According to Kim (40), who runs one of our
organization's shelters on the Chinese-North Korean border, 118
North Korean defectors
November 18 and December 25, 2007. During the winter, food
and winter clothing are the biggest problems for North Korean
citizens. Most defectors are dressed lightly in summer wear
and without socks. This is unbearable in the Yanbian region,
when the Tumen River is already frozen and the temperature
falls to -20C at night.
The following is an exchange between Kim and Mr. Lee, a 37-year-old
defector from North Hamgyong Province:
Q: Don’t you have socks in North Korea?
A: There is a big market in Musan (a city along the Tumen
River, in North Hamgyong Province). You can get anything
you would find at a market in China. The only item made
in North Korea is salt; everything else is made in China. The
prices are too high for the average person to buy anything,
so there are more people selling than buying. With no rationing
system and no guarantees by the state of even a minimal
of living, everyone is just trying to make a living by
Q: Have you ever tried your hand at it?
A: Even if I wanted to, I can’t as I have no money. The
only thing you can do without any money is to grow something
and sell it in the market.
Q: Do you own any land?
A: I have only a small plot of land, but every year I grow
some corn [maize] and potatoes. The corn I eat myself and
the potatoes I use to trade at the market.
Q: Can anybody plant crops?
A: No. You have to go up in the mountains, miles away from
your house, and plant so that no one knows about it.
Another defector from Musan, 30-year-old Ms. Choi, told us
that in order to survive in North Korean society, you have
to swallow your pride and steal. It is impossible to survive
otherwise. This suffering has gone on for ten years; the
people who are left are breaking the law to survive. This
has gone on so long and we have suffered so much that we
are not just going to sit around. All that matters is having
enough to eat and being able to live in freedom.
The village in Musan where Ms. Choi lives has been thrown
into activity due to a command from above for production of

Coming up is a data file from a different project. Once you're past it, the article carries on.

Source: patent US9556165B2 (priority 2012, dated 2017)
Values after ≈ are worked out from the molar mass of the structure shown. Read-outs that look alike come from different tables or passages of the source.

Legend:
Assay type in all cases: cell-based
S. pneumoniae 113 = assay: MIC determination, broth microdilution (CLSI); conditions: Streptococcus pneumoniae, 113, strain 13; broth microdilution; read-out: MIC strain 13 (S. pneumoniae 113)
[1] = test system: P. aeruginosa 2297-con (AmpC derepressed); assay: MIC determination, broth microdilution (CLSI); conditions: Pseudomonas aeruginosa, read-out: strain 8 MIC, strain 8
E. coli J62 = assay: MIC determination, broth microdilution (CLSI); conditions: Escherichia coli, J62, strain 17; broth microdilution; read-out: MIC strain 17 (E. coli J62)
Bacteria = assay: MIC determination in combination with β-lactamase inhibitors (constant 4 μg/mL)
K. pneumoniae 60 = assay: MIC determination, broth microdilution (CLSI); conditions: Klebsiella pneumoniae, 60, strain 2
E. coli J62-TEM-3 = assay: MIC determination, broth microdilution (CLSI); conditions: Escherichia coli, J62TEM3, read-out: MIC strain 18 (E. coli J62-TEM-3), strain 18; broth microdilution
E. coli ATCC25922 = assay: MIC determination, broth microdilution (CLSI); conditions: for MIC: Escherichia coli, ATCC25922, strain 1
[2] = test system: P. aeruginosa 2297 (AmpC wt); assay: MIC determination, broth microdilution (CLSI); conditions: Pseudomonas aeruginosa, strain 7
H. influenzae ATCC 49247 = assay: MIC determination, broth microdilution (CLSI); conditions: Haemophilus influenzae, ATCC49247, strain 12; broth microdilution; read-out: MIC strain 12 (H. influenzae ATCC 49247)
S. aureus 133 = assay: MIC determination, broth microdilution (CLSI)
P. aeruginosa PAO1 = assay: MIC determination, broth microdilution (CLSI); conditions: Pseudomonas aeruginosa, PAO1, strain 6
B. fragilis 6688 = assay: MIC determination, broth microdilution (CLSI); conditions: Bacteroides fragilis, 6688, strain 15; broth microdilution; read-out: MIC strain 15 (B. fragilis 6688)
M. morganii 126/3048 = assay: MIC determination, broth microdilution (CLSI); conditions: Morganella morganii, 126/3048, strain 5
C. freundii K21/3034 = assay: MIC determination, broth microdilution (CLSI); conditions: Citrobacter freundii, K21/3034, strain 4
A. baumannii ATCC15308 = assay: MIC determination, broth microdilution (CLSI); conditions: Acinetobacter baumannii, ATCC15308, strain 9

fertilizer. “At the start of the year we should be able
to produce what we like,” she says. “This is really
causing us hardship.” According to Ms. Choi, every day,
residents have to load fertilizer into wheelbarrows and take
it to the fields. Each person is responsible for moving two
tonnes of fertilizer, which is such an arduous task that those
with money simply buy the fertilizer to fill their quota. People
face many challenges in meeting their fertilizer production
quotas, but there is hell to pay if they do not. Ultimately,
if they cannot meet their quotas, they must pay 5,000 won,
a heavy penalty (5,000 North Korean won = 16.5 RMB).
Many North Koreans cross the border into China in January
because of the problems they have meeting their fertilizer
production quotas. No matter how hard they try to save enough
money to buy their share, they are rarely successful.
Kim says that in November 2007, a slightly overweight middle-aged
couple came to the shelter and claimed to be defectors from
North Korea; in a fluster, they begged for money to travel
to Beijing. Kim was used to seeing underweight North Koreans
asking for plain rice, but found it strange to see this overweight
couple asking for cash right at the outset.
The couple answered Kim’s questions, but did not talk
in detail about some points. The man said that he had been
stationed with the army in a certain county, and that they
had fled to China in order to be able to go to South Korea.
They kept insisting that they had to leave the area immediately,
and that they needed funds for travel. Clearly, they were different
from most North Korean defectors, but knowing what would happen
to them if they were sent back to North Korea, Kim scraped
together 150 RMB to give them, and told them how to leave the
According to a Mrs. Pak (53) who visited the shelter, it is
not easy to make a living selling goods in the Musan market.
She said that since January 2008, the price of manufactured
goods in Musan market has risen by 20 to 30 percent. As of
January, the price per kilogram of rice was 1,500 won, for
corn 500 won, for soybeans 1,000 won, and for wheat 1,300 won.
So although there are goods in the market, there are very few
people able to buy them.